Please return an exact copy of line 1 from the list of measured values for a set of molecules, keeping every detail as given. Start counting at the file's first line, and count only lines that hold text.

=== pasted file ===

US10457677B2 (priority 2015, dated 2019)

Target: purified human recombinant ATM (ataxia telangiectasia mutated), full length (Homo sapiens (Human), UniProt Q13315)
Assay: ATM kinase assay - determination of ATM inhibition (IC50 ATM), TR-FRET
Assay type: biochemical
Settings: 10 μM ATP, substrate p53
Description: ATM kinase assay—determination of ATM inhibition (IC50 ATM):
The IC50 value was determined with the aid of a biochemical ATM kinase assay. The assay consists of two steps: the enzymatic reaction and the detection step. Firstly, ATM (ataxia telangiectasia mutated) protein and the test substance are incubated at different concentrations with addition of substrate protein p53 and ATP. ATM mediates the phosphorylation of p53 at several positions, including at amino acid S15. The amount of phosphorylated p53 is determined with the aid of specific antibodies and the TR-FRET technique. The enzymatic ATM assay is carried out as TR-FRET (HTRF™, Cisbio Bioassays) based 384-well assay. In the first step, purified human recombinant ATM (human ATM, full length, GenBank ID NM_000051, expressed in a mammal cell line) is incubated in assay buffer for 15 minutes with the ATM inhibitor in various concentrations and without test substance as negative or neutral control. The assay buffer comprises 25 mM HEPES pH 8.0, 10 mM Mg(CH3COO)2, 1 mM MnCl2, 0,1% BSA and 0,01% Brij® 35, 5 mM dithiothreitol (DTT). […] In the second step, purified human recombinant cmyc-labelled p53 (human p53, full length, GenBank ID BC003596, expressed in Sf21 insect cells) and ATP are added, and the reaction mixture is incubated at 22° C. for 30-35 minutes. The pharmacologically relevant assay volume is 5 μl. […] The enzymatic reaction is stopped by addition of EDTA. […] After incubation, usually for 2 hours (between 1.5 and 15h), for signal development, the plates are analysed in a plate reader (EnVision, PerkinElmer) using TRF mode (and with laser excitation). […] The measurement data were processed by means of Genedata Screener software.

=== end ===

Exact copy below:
US10457677B2 (priority 2015, dated 2019)